Save Greece, Protect Germany
China is to the world as Germany is to Europe.
Industries in both countries are much better equipped to compete in export markets than are most of their rivals. That is due in part to fixed exchange rates that they zealously protect.
Both countries tend to see their advantage as the result of their own moral superiority: They save; others spend too much.
Germany’s fixed exchange rate is the euro zone, which legally includes 16 countries but in practice includes a number of others that seek to tie their currencies to the euro. It is enshrined in treaties and laws that assume that no country that adopts the euro can ever change its mind.
Now the world is riveted on the spectacle of Greece being forced to choose between default and seemingly permanent austerity. Other European countries, most particularly Germany, want to see many Greeks take pay cuts. If, that is, they hang onto their jobs. They also think unemployment should rise, and that many Greeks should consider moving to more economically attractive countries.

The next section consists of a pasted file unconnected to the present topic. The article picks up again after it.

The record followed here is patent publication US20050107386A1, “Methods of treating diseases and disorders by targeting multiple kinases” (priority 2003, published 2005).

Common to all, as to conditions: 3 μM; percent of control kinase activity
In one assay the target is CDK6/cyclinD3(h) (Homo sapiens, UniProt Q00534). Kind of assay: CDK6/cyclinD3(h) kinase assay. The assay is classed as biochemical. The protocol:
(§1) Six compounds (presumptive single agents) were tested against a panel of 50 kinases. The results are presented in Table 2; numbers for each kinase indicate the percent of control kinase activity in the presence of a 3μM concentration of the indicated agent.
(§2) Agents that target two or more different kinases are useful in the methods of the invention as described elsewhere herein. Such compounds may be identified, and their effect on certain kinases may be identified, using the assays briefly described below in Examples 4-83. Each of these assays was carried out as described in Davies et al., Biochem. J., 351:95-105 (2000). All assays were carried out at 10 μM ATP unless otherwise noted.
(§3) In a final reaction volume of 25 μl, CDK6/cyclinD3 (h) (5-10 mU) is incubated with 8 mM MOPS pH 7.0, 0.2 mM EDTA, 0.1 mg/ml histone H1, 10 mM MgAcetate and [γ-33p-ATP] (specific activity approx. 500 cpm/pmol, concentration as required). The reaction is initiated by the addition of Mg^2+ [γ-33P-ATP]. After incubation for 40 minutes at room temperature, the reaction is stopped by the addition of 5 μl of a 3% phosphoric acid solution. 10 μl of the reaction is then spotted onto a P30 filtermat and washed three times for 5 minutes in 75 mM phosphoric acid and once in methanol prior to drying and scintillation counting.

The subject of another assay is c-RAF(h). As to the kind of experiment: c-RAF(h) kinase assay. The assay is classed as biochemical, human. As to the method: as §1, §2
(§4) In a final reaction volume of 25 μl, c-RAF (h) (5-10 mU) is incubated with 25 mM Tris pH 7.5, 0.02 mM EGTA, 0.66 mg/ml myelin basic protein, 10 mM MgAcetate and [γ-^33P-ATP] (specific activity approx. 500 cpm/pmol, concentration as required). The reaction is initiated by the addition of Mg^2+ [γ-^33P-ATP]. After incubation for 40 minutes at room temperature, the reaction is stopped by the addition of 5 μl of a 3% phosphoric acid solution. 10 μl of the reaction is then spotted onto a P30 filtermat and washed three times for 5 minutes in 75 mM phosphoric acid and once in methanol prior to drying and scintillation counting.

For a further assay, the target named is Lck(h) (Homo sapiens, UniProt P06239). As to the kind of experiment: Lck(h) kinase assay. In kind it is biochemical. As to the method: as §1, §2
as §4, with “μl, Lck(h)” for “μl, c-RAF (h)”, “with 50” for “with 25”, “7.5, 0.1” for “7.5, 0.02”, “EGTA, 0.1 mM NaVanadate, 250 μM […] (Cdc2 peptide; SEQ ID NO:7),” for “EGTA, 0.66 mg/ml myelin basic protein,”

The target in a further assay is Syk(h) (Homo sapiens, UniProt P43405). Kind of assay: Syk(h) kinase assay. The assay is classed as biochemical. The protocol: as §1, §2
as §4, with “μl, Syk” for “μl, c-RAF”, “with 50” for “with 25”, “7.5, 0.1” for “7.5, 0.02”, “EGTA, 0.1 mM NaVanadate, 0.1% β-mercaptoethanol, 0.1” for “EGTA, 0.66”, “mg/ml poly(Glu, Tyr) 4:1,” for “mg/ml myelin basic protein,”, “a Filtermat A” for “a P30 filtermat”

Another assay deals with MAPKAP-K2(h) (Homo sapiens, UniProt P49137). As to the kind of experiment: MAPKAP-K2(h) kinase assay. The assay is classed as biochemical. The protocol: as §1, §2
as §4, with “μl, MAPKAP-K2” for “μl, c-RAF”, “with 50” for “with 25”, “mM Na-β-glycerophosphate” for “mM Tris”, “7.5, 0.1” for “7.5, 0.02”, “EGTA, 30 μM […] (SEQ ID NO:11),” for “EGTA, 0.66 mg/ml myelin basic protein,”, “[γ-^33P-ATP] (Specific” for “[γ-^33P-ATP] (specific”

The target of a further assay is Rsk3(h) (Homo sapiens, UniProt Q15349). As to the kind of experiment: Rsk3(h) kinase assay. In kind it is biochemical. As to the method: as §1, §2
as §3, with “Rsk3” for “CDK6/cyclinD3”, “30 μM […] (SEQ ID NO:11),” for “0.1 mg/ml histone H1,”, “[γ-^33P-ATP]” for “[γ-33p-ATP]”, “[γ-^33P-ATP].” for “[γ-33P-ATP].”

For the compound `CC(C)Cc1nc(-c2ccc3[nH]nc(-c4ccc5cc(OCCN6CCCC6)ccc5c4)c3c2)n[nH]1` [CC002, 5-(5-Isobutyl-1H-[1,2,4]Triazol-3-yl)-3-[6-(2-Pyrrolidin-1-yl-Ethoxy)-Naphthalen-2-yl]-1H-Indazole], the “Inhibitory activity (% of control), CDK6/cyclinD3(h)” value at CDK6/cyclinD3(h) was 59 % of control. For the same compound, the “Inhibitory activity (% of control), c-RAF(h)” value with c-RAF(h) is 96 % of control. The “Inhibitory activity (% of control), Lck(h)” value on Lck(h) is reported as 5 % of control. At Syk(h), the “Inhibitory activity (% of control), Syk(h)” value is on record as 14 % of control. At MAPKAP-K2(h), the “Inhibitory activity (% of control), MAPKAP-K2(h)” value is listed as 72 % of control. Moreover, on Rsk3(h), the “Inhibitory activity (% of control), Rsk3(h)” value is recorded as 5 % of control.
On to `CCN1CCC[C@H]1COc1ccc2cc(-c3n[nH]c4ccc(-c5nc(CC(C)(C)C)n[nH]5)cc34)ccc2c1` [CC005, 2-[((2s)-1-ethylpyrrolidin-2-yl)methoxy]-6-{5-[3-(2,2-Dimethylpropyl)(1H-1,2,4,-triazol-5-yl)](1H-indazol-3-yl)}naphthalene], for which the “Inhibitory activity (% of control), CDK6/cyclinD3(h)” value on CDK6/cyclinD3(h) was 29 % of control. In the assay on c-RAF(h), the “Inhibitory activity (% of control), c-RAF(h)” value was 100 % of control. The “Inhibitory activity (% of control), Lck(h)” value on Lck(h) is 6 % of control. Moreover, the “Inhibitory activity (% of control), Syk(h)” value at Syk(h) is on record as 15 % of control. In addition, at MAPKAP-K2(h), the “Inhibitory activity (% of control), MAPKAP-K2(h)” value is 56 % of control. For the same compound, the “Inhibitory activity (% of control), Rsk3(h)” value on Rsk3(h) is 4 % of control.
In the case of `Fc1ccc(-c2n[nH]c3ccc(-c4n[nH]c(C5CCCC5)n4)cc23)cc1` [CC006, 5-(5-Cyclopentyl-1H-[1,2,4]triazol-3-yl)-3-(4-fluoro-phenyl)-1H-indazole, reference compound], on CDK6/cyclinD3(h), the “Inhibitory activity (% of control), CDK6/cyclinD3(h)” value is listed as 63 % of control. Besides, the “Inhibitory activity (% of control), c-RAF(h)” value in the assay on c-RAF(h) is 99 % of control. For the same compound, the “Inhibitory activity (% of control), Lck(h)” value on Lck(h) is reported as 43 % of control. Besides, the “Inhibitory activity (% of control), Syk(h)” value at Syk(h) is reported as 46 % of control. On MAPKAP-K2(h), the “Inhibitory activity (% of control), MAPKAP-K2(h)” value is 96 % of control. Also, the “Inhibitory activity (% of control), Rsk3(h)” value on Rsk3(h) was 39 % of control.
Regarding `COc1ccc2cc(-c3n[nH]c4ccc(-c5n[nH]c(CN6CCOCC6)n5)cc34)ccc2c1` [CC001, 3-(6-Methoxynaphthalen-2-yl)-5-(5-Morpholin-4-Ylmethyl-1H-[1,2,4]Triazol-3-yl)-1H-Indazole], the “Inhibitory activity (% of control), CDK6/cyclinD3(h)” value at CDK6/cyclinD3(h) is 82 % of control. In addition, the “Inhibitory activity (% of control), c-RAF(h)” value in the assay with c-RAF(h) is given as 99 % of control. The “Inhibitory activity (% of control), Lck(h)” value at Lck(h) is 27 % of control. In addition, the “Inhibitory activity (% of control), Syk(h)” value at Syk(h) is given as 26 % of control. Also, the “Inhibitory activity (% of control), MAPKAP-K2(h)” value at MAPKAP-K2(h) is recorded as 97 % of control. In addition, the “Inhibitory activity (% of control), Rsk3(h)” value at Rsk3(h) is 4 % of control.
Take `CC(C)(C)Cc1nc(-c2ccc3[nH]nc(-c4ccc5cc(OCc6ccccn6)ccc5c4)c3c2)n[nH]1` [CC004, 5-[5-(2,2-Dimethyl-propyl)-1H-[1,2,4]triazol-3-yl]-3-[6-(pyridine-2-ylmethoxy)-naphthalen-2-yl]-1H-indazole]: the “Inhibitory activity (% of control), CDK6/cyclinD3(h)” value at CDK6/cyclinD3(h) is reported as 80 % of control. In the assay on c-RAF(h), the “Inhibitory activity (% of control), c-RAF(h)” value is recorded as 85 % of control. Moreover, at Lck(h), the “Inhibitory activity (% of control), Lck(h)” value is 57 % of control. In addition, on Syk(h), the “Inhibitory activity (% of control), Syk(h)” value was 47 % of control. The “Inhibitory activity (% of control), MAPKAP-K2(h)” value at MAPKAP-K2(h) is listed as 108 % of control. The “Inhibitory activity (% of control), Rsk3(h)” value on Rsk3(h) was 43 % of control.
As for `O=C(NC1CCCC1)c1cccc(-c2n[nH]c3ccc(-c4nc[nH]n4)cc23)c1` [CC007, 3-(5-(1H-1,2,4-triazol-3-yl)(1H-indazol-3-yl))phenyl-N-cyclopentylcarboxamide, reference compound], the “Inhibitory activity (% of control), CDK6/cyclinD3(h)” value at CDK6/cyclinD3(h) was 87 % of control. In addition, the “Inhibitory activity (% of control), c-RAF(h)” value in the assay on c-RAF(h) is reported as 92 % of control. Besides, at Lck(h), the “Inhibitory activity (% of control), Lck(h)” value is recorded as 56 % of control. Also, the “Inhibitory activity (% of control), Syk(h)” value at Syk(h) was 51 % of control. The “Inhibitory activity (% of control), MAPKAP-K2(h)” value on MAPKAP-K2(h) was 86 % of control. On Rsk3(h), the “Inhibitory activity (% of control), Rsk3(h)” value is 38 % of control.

Sympathy and solidarity are in scarce supply. A few weeks ago, one German who has been involved in some of the talks regarding Greece put it simply: “They had their fun.”
The euro states have been talking about bailing out Greece for months now, hoping that a simple promise to do that would calm markets and reassure investors. But they are remarkably hesitant to actually part with the money.
About the only thing Europe has so far accomplished is to make the International Monetary Fund look good. When the I.M.F. does a bailout, it imposes strict austerity terms, which makes it wildly unpopular, but it provides money at very low rates. Europe wants strict austerity and high rates. Subsidizing the irresponsible Greeks is simply wrong, or so they say in Germany.
Angela Merkel, the German chancellor, made clear this week what she believed to be the primary purpose of the European rescue package. It was not to spare Greeks pain, or even to help that country’s economy regain competitiveness.
“When Greece accepts these tough measures, not for one year but several, then we have a chance for a stable euro,” she said.
All this brings to mind the American politician William Jennings Bryan, who was nominated for president three times more than a century ago. He campaigned against the “cross of gold,” arguing that American prosperity was being sacrificed so the country could stick to a gold standard.